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Unformatted text preview: xactly ( without a ny e rror) from i ts
s amples t aken u niformly a t a r ate F . > 2 B s amples p er s econd. I n o ther w ords,
t he m inimum s ampling f requency is F . = 2 B Hz. t
T o p rove t he s ampling t heorem, c onsider a signal f (t) ( Fig. 5 .la) w hose spectrum is b andlimited t o B Hz ( Fig. 5 .lb).t F or c onvenience, s pectra a re shown a s
f unctions o f W as well a s o f F (Hz). S ampling f (t) a t a r ate o f F . Hz ( F. s amples
p er s econd) c an b e a ccomplished by m ultiplying f (t) b y a n i mpulse t rain 8 r(t)(Fig.
5 .lc), c onsisting o f u nit i mpulses r epeating p eriodically e very T s econds, w here
T = l /F• . T he r esult is t he s ampled s ignal7(t) r esented in Fig. 5 .ld. T he s ampled
s ignal consists o f i mpulses s paced e very T s econds ( the s ampling i nterval). T he n th
i mpulse, l ocated a t t = n T, h as a s trength f (nT), t he v alue o f f (t) a t t = n T.
[ F(w) = 0 for t .. = 1000". J (t) = f (t)8r(t) = L f(nT)8(t  nT) (5.1) n 4 .84 An anglemodulated signal is described by the equation
'PEM(t) = lOcos (wet + 0.1 sin 2000".t) ( a) F ind t he frequency deviation t:.F ( b) E stimate the bandwidth of 'PEM(t).
4 .85 Repeat P rob. 4.84 if
'PEM(t) = 5 cos (Wet + 20 sin 1000".t + 10 sin 2000".t) tThe theorem stated here (and proved subsequently) applies to lowpass signals. A bandpass signal
whose spectrum exists over a frequency band :Fe  ~ < I:FI < :Fe + ~ has a bandwidth of B Hz.
Such a signal is uniquely determined by 2 B samples per second. In general, the sampling scheme
is a bit more complex in this case. It uses two interlaced sampling trains, each at a rate of B
samples per second (known as secondorder sampling). See, for example, the references.1,2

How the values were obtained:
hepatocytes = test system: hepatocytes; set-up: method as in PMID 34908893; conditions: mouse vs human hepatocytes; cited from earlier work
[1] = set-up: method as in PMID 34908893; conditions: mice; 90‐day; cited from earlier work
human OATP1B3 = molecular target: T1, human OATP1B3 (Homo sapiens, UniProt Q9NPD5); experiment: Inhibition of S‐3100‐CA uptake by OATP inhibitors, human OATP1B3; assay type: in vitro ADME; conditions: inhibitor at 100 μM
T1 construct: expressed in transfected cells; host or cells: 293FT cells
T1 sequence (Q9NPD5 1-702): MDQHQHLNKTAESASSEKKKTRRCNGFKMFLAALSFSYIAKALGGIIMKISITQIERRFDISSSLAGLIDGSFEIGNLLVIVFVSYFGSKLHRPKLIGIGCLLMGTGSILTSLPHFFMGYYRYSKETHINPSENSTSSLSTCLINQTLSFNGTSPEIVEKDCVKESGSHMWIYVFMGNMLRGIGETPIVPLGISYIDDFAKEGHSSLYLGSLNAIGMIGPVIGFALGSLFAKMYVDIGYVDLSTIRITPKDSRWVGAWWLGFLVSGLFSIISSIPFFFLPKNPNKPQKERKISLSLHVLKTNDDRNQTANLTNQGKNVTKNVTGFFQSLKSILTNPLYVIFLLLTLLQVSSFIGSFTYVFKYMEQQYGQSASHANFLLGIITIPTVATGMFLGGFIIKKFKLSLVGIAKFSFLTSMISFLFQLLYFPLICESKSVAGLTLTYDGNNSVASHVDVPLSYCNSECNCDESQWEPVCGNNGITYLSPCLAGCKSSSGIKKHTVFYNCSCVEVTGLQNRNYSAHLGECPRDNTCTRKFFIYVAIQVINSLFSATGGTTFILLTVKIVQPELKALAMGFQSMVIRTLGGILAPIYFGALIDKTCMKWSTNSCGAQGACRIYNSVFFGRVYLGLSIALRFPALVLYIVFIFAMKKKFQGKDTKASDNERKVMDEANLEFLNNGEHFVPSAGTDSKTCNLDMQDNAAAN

tThe spectrum F(w) in Fig. 5.1b is shown as real, for convenience. However, our arguments are
valid for complex F(w) as well.
319 5 3 20 S ampling 5.1 321 T he S ampling T heorem I f we a re t o r econstruct f (t) f rom f (t), we s hould b e a ble t o r ecover F (w) f rom
F(w). T his r ecovery is possible i f t here is no o verlap b etween s uccessive cycles o f
F(w). F igure 5 .le i ndicates t hat t his r equires F (Ol) Fs?:: 2 B
Also, t he s ampling i nterval T = 1 / F •. (5.5) T herefore 1 T< 2B ( b) I) T T hus, a s l ong as t he s ampling f requency F s is g reater t han t wice t he s ignal b andwidth B ( in h ertz), F (w) will c onsist o f n onoverlapping r epetitions o f F (w). I n
s uch a c ase, Fig. 5.1e i ndicates t hat f (t) c an b e r ecovered from i ts s amples f (t)
b y p assing t he s ampled s ignalf(t) t hrough a n i deal lowpass filter o f b andwidth B
Hz. T he m inimum s ampling r ate F . = 2 B r equired t o r ecover f (t) f rom i ts s amples
l et) is called t he N yquist r ate for f (t), a nd t he c orresponding s ampling i nterval
T = 1 /2B is called t he N yquist i nterval for f (t).t ( I) ,tttttttt
I T I (c) (5.6) t E xample 5 .1
I n t his example, we examine t he effects of sampling a signal a t t he Nyquist rate, below
t he Nyquist r ate (undersampling) a nd above t he Nyquist r ate (oversampling). Consider
a signal f (t) = sinc 2(511't) (Fig. 5.2a) whose spectrum is F(w) = 0.2.6...
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This note was uploaded on 04/14/2013 for the course ENG 350 taught by Professor Bayliss during the Spring '13 term at Northwestern.
 Spring '13
 Bayliss
 Signal Processing, The Land

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